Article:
In many cases, research shows that immigrants build special forms of social capital as they connect with other families from their home country, and form cultural and sports and religious organizations together. And all that social capital can help promote upward mobility.

“It could be through role model effects,” Hendren says. “Or through actual connections that a broader community can provide as opposed to just your own parental background.”

Social capital can partly explain why some immigrants are able to climb the economic ladder faster than other low-income people around them. But there's another really important reason why families like the Yousifs have higher rates of economic mobility.

Amira and her husband may have been arrived in Dayton with almost nothing. But the family did have one key thing: education. Amira's husband was trained as an engineer. Amira has a degree in computer programming. At first, that didn't seem to matter in Dayton. After applying for dozens of jobs that matched their qualifications, they both ended up with relatively low-paying jobs in a college cafeteria. The husband worked as a cook. Amira’s job was to wash dishes and wipe tables.

At least at first.

But when I go to visit her at that same cafeteria where she has now worked for five years, her name tag reads “Production Manager.” Partly because she had so many untapped skills, she was quickly promoted.

People often look to immigrant success stories like the Yousifs and ask, if they can climb out of poverty so quickly, why can't anyone?

But Hendren says their story of upward mobility — like those of many immigrants who arrived in the U.S. through legal channels — comes with caveats.

“You do not necessarily want to compare them to the next below-income family,” Hendren says. “There’s a lot of things that are potentially different. They have a very highly educated background.”

All that aside, for Amira Yousif and her family, coming to this country was like coming to a place where, she says, “your dream becomes real.”

With good grades and a college scholarship, their oldest son could have a pretty good shot at becoming a doctor. And once she finishes the night classes she's taking, Amira might be able to start teaching again.

Former Top Saddam Lieutenant Reportedly Killed By Iraqi Forces

NPR News - Fri, 2015-04-17 06:59

Izzat Ibrahim al-Douri is the "king of clubs" in a pack of cards issued to U.S. troops to help them identify Iraqi officials. He is also thought to have been instrumental in the sudden rise of ISIS.

» E-Mail This

Addiction In American History: 14 Vivid Graphs

NPR News - Fri, 2015-04-17 06:30

How certain words related to addictive behavior have shifted over the centuries — in 14 colorful charts.

» E-Mail This

Top Hospital Ratings Prove Scarce In Medicare's Latest Tally

NPR News - Fri, 2015-04-17 06:27

Only 7 percent of the nation's hospitals assessed by Medicare were good enough to win 5-star ratings. The government used patient reviews to come up with the grades.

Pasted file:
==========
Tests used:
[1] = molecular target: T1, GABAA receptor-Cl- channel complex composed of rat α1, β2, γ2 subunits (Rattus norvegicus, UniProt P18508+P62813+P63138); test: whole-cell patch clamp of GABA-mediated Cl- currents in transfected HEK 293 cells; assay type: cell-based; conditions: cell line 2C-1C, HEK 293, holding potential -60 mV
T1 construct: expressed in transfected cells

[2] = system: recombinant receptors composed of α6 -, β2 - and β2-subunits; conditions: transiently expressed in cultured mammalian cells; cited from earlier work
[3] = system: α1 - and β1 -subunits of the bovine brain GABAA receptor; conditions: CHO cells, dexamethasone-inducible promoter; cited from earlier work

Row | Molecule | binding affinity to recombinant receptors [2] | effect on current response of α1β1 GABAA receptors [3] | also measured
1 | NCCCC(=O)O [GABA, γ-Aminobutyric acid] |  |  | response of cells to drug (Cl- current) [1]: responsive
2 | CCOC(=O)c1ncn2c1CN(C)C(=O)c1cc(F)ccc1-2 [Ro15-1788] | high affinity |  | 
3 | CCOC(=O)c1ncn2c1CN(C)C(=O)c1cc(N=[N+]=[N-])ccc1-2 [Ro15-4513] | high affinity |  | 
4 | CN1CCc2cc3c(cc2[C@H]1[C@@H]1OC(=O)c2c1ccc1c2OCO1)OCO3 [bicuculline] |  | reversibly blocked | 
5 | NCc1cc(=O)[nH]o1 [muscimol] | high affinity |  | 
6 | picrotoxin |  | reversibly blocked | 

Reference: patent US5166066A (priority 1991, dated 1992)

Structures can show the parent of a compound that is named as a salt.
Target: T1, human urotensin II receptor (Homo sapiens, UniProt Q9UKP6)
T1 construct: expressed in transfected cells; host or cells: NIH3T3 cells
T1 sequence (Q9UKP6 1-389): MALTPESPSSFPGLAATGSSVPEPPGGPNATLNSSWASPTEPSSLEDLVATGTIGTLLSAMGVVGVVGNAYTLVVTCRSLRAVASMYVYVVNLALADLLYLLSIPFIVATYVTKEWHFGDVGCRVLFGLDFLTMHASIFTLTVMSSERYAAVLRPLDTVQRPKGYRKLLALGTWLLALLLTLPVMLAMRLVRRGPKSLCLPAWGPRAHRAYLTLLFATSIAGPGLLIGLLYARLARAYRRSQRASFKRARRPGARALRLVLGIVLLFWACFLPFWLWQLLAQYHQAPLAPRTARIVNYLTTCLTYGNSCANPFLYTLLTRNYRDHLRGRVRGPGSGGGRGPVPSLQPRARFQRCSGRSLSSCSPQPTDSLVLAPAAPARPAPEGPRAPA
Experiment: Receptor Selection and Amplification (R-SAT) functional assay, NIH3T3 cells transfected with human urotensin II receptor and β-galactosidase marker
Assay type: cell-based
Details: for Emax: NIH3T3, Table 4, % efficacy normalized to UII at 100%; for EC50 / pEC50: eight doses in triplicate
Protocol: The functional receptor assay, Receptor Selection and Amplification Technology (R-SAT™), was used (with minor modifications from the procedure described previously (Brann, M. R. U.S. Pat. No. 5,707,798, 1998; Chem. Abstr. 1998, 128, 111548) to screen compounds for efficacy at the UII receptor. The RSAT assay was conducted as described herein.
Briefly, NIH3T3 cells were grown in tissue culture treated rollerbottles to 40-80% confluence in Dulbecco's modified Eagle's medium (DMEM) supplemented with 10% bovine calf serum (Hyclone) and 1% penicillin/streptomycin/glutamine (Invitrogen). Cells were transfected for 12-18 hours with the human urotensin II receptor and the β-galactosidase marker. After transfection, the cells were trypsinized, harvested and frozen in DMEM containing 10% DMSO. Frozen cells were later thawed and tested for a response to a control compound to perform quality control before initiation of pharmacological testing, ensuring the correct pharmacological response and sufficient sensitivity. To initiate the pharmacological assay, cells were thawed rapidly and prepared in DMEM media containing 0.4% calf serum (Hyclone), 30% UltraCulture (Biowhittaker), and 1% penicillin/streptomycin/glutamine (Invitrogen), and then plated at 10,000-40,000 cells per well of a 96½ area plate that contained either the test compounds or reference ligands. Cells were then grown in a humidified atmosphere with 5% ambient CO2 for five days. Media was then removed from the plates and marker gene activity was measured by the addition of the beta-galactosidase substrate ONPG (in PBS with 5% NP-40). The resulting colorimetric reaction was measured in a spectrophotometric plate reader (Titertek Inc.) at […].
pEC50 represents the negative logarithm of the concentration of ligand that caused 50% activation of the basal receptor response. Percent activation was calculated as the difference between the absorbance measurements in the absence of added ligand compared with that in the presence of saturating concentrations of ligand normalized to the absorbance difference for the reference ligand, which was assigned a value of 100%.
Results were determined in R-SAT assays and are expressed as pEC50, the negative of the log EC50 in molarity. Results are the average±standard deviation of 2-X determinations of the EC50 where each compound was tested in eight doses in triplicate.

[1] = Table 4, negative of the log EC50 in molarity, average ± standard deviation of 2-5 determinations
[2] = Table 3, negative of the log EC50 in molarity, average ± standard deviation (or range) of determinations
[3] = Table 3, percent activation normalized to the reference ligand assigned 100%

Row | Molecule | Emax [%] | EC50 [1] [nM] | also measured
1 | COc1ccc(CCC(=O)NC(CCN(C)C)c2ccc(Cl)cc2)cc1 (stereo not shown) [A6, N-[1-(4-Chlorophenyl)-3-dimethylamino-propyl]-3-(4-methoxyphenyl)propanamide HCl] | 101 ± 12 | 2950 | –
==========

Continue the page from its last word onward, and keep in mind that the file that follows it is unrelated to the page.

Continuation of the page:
» E-Mail This

ESPN Suspends Reporter Over Rant Recorded By Towing Company

NPR News - Fri, 2015-04-17 05:53

A string of insults aimed at a woman who works at a towing company were recorded by a surveillance camera. Now they've come back to sting sports reporter Britt McHenry.

» E-Mail This

Pope 'Considering' Cuba Visit, Vatican Says

NPR News - Fri, 2015-04-17 05:37

The Holy See is in talks for Francis to make a trip to the island-nation in September. The pontiff helped forge a breakthrough in relations between Havana and Washington.

» E-Mail This

Bloomberg Terminals Go Dark For Hours, Sending Ripples Through Markets

NPR News - Fri, 2015-04-17 04:48

The financial "screens" went dark for several hours during trading in London and Asia causing, among other disruptions, a delay in a British government debt issue.

» E-Mail This

Espresso In Orbit: SpaceX Craft Brings Coffee Machine To Space Station

NPR News - Fri, 2015-04-17 04:00

The coffee on the International Space Station is about to get much better. The SpaceX Dragon cargo capsule linked up with the station Friday morning, bringing a long-awaited ISSpresso machine.

» E-Mail This

Former IMF Head Rato Is Arrested For Tax Fraud In Spain

NPR News - Fri, 2015-04-17 03:07

An influential figure in Spanish banking and politics, Rodrigo Rato was the predecessor of Dominique Strauss-Khan, who has also had extensive legal troubles.

» E-Mail This

PODCAST: Fashion at Coachella

Marketplace - American Public Media - Fri, 2015-04-17 03:00

As this week comes to an end, we have a consensus that the fed will not raise the cost of borrowing in June anymore. But then came some inflation data today. For more on that, we consult Christopher Low, chief economist at FTN Financial in New York.

Next, Yale University's med school is weighing its next move failing to win accreditation for an online version of its Master's program for physician assistants.

Finally, Coachella is wrapping up in Southern California this weekend. The shows are about having a good time listening to music, but it's also about what people are wearing, and it's a big business.